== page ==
digging deeper

Toto’s legendary guitarist can move from ear-twisting triplet licks to soaring bends at the flick of a pick.

Chops: Intermediate
Theory: Intermediate
Lesson Overview:
• Learn how to add chromatic passing notes to your phrases. 

• Decode Lukather’s unique bending technique.

• Develop funky rhythm parts over static harmony.

Click here to download a printable PDF of this lesson's notation.

Released back in 1982, Toto’s IV album yielded two chart-topping hits, “Africa” and “Rosanna.” This remarkable band and album featured a dream lineup centered around guitar legend Steve Lukather. For this lesson, I had the pleasure of breaking down some key aspects of his rhythm and lead playing on IV and then working them into my own example, which I’ve nicknamed “Joanna.”

Get the Tones
I’ve divided the example track into three main guitar sections: a solo, dirty rhythm, and some clean overdubs. I attempted to get as close to the original sounds on the album as possible using Positive Grid’s Bias FX plug-in. For the overdriven sounds, I used an amp based on a Mesa/Boogie Mark IV with a very light slapback delay and a room reverb. All the dirty rhythm examples are double-tracked and panned hard left and right to create a wider stereo sound. For the lead tone, I put an Ibanez TS808 in front of the amp with the drive turned down, but the level slightly boosted to increase sustain. I also added a fairly large hall reverb and a tape-style delay to create ambience. Combined with some chorus, these really expand the lead tone in a classic ’80s way. For the clean overdub sounds, I used a basic Twin-style combo with an MXR Dyna Comp in front of the amp, plus a little slapback delay after the amp to create space around the part. For the ambient clean sound, I added a large hall reverb and tape echo delay at the end of the signal chain, and then placed a studio-style compressor on the output to let these ambient effects really bloom.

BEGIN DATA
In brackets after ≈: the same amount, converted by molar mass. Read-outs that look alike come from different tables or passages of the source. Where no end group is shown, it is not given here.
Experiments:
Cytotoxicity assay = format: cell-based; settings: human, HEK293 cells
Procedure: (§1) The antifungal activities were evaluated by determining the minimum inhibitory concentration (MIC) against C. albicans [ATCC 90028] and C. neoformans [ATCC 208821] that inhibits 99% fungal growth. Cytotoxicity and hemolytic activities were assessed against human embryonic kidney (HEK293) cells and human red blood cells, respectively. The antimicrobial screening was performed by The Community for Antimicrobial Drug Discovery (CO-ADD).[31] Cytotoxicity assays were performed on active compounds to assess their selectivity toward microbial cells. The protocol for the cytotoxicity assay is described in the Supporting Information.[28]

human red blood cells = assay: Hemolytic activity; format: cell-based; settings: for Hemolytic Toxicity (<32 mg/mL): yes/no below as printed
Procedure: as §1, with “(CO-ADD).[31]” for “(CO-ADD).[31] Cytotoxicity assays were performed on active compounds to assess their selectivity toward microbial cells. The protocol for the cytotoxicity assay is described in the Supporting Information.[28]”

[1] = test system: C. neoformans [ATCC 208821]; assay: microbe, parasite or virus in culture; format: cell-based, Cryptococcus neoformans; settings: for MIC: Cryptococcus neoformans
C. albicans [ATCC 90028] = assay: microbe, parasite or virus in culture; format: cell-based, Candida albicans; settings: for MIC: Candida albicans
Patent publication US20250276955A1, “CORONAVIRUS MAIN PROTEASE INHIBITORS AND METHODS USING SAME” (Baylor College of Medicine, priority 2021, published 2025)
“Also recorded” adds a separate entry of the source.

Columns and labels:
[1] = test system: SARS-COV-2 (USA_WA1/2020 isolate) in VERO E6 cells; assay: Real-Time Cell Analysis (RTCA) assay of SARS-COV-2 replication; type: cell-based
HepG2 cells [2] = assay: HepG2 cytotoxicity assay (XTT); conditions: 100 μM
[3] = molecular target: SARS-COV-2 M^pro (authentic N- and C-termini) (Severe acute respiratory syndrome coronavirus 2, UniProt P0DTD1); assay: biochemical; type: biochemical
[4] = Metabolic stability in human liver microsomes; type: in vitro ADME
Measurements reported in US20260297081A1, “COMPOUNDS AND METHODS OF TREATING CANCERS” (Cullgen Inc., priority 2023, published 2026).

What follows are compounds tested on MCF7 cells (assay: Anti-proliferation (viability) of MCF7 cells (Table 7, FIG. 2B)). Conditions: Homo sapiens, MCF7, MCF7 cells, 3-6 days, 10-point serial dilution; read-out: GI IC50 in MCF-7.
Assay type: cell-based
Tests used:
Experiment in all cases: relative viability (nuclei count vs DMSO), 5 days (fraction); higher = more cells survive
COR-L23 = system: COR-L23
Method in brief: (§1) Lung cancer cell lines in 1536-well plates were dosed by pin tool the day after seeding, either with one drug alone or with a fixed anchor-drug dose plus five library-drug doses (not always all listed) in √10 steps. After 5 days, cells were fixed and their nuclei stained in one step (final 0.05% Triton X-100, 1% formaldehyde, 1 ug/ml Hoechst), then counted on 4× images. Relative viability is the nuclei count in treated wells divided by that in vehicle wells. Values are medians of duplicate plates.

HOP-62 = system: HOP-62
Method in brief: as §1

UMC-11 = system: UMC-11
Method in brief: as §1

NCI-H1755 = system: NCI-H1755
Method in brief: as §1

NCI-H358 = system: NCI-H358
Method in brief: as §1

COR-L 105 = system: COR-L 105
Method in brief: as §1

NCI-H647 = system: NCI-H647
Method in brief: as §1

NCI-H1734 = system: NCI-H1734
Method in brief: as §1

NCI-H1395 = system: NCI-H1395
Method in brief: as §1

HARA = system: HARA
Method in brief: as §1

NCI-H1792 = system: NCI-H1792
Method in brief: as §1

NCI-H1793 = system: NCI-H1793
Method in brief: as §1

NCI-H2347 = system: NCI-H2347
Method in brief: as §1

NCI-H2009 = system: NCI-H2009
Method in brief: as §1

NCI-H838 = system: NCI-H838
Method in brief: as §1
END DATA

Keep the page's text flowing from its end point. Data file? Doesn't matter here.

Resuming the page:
Read More Show less

Get some slippery-sounding bends without reaching for the bar.


Chops: Intermediate
Theory: Beginner
Lesson Overview:
• Create simple and meaningful blues phrases in the style of B.B. King.
• Understand how to emphasize chord tones over a blues progression.
• Learn how to use repetition to build tension in your solos.


Click here to download a printable PDF of this lesson's notation.

To my ears, string bending is what defines the sound and expressiveness of the electric guitar. I’ll take any chance I get to bend, pre-bend, or release a note. While I’ve always liked hearing a whammy bar in action, I strangely never enjoyed using it myself. I wasn’t able to develop a taste for the whammy bar early on, mostly because of a frustrating introduction to it on my first real electric guitar, which was equipped with a bar and a locking-nut system, but also came with many tuning and string breakage issues. I quickly unscrewed the bar and gave it up altogether.

As years went by and I started playing professionally, I stuck to my stubborn decision to just not use it unless I absolutely had to—in recording sessions for a really specific sound like dive bombs or over-the-top vibratos. But in recent years, I’ve been working on a few Broadway musicals where the guitar books would require the use of the whammy bar, whether for a slight “rock flavor” or for a full-out “rock-God” effect. While experimenting with the bar during soundchecks, I’ve come to enjoy some of its more subtle, bend-like qualities ... so much so that I’ve started emulating those sounds on my whammy-free guitars. I’ve been incorporating these new techniques in more creative, improvisational situations, and they have become part of my guitar vocabulary now. They offer interesting, alternative ways of using traditional bending techniques.

Read More Show less
x